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What I would say…

Dear God, I have some relatives graduating and one getting engaged this year. When I was thinking about graduation presents for them, I thought of two things.

For the graduates, I thought of a daily devotion book called My Utmost for His Highest. You know I know this one well. In fact, it was my source for scripture when I first started doing these prayer journals to you 20 years ago. But my history with that book actually goes back closer to 40 years. My dad used it as a daily devotion when I was young, and he gave me a copy of it when I graduated from high school. The inscription reads:

8/27/88

John,

This book has really been meaningful to me as it constantly challenges me to turn loose of the distractions of life and to move into a deeper personal relationship with Jesus. I pray that you will likewise find it helpful in your personal walk with the Lord as you enter an exciting new phase in your life as a Baylor student.

Love,

Dad

I used it regularly my freshman year of college. The weakness in it for me is that its words were written pre World War I by a Brit, and the British language he used in the early 20th century was different than the language we use now. Thankfully, about 30 years ago, James Reimann re-edited it to update the language and it’s even clearer now.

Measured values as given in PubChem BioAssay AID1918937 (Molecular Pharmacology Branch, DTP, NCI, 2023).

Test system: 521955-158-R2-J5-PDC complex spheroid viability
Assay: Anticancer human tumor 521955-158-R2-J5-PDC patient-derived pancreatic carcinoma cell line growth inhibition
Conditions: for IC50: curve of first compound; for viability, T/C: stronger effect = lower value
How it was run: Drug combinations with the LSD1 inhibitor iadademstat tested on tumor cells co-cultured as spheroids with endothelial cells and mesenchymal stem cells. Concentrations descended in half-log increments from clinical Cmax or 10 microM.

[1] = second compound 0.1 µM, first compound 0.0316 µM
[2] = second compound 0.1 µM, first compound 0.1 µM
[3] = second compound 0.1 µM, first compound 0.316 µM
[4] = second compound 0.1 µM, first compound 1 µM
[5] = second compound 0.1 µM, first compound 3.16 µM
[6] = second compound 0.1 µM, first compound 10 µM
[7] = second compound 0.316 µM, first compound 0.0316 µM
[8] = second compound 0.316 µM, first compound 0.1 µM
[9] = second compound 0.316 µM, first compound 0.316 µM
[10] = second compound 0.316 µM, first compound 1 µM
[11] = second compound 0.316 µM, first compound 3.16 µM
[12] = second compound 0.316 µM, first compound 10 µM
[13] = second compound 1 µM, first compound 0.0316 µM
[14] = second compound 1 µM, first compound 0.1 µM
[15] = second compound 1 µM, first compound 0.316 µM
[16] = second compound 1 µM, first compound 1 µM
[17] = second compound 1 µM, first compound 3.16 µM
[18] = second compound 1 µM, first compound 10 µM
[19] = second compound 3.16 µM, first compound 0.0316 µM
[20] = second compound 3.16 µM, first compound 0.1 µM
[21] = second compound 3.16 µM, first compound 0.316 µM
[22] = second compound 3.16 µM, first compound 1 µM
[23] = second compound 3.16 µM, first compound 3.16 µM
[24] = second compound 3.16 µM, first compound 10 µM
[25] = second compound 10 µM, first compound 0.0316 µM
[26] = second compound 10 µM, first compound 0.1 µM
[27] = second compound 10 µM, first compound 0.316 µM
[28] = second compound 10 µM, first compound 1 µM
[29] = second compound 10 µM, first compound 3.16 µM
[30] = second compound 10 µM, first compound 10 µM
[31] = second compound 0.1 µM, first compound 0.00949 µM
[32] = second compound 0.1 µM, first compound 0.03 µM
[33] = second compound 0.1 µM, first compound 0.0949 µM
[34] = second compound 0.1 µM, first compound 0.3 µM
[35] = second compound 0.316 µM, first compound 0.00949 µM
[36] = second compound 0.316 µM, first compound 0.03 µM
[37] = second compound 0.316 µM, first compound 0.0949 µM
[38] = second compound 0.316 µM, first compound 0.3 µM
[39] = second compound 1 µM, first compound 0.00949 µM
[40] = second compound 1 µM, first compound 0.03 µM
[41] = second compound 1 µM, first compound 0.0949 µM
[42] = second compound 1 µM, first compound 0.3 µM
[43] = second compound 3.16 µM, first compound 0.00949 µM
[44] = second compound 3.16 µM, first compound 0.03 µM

The theology is this book is so solid, but I often found that just reading the daily verse, reading Mr. Chambers’s reflection on it, and then saying a prayer to you didn’t stick with me throughout the day. It wasn’t until I started to journal through the passages starting in April 2000 that your scripture and what you were saying to me through it began to seep into my soul.

So I found this version of the James Reimann edited edition that includes a column for at least writing down some personal reflections. IMG_3111

I ordered one for my niece and my nephew. I pray over these two books, that you will use them along with all of the other tools in your toolbox to draw their hearts into yours and lead them to lives submitted to you.

The second book I ordered was the one that changed the course of my marriage and who I eventually became as a husband to my wife. This one is for the niece who got engaged. It’s called Sacred Marriage and it was written by Gary Thomas. IMG_3112

The subtitle of the book is “What if God designed marriage to make us holy more than to make us happy?” That question alone gets your attention. Through reading this book and attending a workshop in person with my wife, you revealed to me how much I was depending upon my wife’s and children’s acceptance for my sense of worth instead of simply leaning into you. Ironically (or perhaps, providentially), I encountered this book right about the same time I started doing these prayer journals to you. I know we’ve talked about this a lot before, but I was a needy husband, and my neediness was oppressive to my wife. She could never fill up my “God hole” that I’d allowed to grow without you. I had made her an idol. I became codependent. It was all bad. But Gary helped me to see how you use my wife, my children, and everyone around me to shape me through the giving of myself, not the taking. That simple paradigm shift changed everything, and it helped me to become more disciplined in my pursuit of you as the source of my joy and peace.